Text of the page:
• Extrinsic Rewards: provide positive reinforcement and motivational feedback. Ex. The teacher awards certificates to students as they master the complete set of skills.
  • Equity: maintain consistent standards and consequences for success. Ex. After the term project has been completed, the teacher provides evaluative feedback using the criteria described in class.


Motivation Assessment Instruments

Since the ARCS Model was introduced in the early 1980's, several instruments have been developed for assessing the motivational quality of instructional situations. The Instructional Materials Motivation Survey (IMMS) (Keller, 1987) asks students to rate 36 ARCS-related statements in relation to the instructional materials they have just used. Some examples are:

  • "These materials are eye-catching." (Attention)
  • "It is clear to me how the content of this material is related to things I already know." (Relevance)
  • "As I worked on this lesson, I was confident that I could learn the content." (Confidence)
  • "Completing the exercises in this lesson gave me a satisfying feeling of accomplishment." (Satisfaction)

Keller and Keller (1989) developed the Motivational Delivery Checklist, a 47-item ARCS-based instrument for evaluating the motivational characteristics of an instructor's classroom delivery. Examples of items related to each ARCS component are:

  • "Uses questions to pose problems or paradoxes." (Attention)
  • "Uses language and terminology appropriate to learners and their context." (Relevance)
  • "Provides feedback on performance promptly." (Confidence)
  • "Makes statements giving recognition and credit to learners as appropriate." (Satisfaction)

The Website Motivational Analysis Checklist (WebMAC ) (Small,1997) is an instrument used for designing and assessing the motivational quality of World Wide Web sites. WebMAC builds on Keller's work (1987a; 1987b; 1989), Taylor's Value-Added Model (1986), and the research on relevance and information retrieval (e.g. Schamber, 1994). Still in development and testing, WebMAC identifies 60 items that are categorized according to four general characteristics: Engaging, Meaningful, Organized, and Enjoyable. Some examples of items are:

  • "Eye-catching title and/or visual on home page." (Engaging)
  • "User-controlled type of information accessed." (Meaningful)
  • "Logical sequence of information." (Organized)
  • "Links to other websites of interest." (Enjoyable)


Summary

The ARCS Model of Motivational Design is an easy-to-apply, heuristic approach to increasing the motivational appeal of instruction. ARCS provides a useful framework for both the design and improvement of the motivational quality of a range of informational entities_from classroom instruction to Internet resources_and increases the likelihood that these entities will be used and enjoyed.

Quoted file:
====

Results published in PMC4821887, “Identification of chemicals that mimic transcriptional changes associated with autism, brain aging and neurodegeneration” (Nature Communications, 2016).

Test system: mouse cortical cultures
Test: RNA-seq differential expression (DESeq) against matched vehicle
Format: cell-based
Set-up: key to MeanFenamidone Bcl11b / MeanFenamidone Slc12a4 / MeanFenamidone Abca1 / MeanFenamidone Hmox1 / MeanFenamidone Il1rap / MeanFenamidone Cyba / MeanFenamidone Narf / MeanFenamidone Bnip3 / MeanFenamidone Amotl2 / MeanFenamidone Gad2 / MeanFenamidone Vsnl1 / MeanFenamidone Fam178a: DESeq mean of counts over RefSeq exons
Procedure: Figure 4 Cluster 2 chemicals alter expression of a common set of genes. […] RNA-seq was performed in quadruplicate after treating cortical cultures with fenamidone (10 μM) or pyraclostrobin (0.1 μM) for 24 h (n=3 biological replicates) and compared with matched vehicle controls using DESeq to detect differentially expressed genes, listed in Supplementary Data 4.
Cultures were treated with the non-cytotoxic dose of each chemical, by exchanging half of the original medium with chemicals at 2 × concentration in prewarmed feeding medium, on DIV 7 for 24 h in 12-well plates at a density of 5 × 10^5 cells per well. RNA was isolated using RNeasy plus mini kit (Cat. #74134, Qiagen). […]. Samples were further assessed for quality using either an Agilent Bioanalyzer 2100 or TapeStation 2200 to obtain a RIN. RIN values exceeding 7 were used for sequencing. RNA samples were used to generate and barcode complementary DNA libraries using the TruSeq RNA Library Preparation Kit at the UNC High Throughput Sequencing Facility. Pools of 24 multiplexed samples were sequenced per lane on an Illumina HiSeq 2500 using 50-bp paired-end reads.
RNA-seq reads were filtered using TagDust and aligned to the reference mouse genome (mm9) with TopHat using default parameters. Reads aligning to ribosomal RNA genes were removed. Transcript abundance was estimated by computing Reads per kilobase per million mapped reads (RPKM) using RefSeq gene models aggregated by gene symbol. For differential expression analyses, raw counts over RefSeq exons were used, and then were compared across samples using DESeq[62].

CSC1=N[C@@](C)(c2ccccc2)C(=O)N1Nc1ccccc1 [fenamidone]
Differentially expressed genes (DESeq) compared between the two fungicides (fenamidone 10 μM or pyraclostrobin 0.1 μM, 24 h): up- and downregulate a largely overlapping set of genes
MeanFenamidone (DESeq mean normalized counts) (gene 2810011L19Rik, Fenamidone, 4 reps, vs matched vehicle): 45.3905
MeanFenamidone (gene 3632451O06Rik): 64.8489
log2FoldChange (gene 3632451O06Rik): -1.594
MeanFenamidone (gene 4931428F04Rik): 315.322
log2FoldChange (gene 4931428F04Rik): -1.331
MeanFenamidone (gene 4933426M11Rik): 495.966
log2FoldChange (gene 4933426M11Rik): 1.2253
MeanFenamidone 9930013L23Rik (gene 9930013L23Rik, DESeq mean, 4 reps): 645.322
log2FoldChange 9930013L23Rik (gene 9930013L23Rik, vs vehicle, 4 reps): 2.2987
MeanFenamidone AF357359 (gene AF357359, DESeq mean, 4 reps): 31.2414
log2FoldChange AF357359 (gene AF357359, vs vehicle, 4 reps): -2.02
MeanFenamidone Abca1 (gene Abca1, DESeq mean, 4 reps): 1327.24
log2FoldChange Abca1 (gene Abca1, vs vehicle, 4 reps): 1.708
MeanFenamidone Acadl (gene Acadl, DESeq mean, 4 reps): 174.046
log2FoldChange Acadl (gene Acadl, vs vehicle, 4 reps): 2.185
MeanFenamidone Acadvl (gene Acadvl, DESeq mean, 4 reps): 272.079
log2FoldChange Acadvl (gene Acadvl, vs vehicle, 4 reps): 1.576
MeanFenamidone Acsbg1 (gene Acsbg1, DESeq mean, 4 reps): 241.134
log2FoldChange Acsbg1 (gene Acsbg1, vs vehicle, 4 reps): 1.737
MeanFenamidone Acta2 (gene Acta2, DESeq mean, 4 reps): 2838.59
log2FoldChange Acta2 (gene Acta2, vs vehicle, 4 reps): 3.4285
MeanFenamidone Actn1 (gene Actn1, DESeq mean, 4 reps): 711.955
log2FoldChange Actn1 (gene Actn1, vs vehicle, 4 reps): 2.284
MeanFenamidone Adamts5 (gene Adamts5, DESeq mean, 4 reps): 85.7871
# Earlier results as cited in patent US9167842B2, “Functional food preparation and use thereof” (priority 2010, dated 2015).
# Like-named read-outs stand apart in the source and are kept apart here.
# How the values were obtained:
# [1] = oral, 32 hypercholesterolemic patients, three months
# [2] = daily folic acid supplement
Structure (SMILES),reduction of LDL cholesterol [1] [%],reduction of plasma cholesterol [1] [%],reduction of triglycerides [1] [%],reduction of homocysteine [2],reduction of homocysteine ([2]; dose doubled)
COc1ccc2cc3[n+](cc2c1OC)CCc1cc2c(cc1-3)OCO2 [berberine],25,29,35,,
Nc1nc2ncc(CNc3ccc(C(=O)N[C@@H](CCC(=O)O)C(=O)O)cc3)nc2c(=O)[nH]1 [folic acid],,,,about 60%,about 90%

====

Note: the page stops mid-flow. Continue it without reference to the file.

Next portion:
References and Related Readings

Chemotti, J.T. (1992, June). From nuclear arms to Hershey's kisses: Strategies for motivating students. School Library Media Activities Monthly, 8(10), 34-36. (EJ 446 223)

Keller, J.M.(1983). Motivational design of instruction. In C.M. Reigeluth (Ed.). Instructional design theories and models: An overview of their current status. Hillsdale, NJ: Erlbaum.

Keller, J.M. (1987a, Oct.). Strategies for stimulating the motivation to learn. Performance and Instruction, 26(8), 1-7. (EJ 362 632)

Keller, J.M. (1987b). IMMS: Instructional materials motivation survey. Florida State University.

Keller, J.M. & Keller, B.H. (1989). Motivational delivery checklist. Florida State University.

Porter, L.W. & Lawler, E.E. (1968). Managerial attitudes and performance. Homewood, IL: Dorsey Press.

Schamber, L. (1994). Relevance and information behavior. Annual Review of Information Science and Technolgy, Medford, NJ: Learned Information, Inc. (EJ 491 620)

Small, R.V. (1992, Apr.). Taking AIM: Approaches to instructional motivation. School Library Media Activities Monthly, 8(8), 32-34.

Small, R.V. (1997). Assessing the motivational quality of world wide websites. ERIC Clearinghouse on Information and Technology. (ED number pending, IR 018 331)

Taylor, R.S. (1986). Value-added processes in information systems. Norwood, NJ: Ablex. (ISBN: 0-89391-273-5)

Vroom, V.H. (1964). Work and motivation. New York: Wiley.

Wlodkowski, R.J. (1981). Making sense our of motivation: A systematic model to consolidate motivational constructs across theories. Educational Psychologist, 16(2), 101-110.


This ERIC Digest was prepared by Ruth V. Small, associate professor of Information Studies at Syracuse University, Syracuse, New York.
ERIC Digests are in the public domain and may be freely reproduced and disseminated.
ERIC Clearinghouse on Information & Technology, Syracuse University, 4-194 Center for Science and Technology, Syracuse, New York 13244-4100; (315) 443-3640; (800) 464-9107; Fax: (315) 443-5448; E-mail: eric@ericir.syr.edu; URL: http://ericir.syr.edu/ithome
This publication was prepared with funding from the Office of Educational Research and Improvement, U.S. Department of Education under contract no. RR93002009. The opinions expressed in this report do not necesarily reflect the positions of OERI or ED.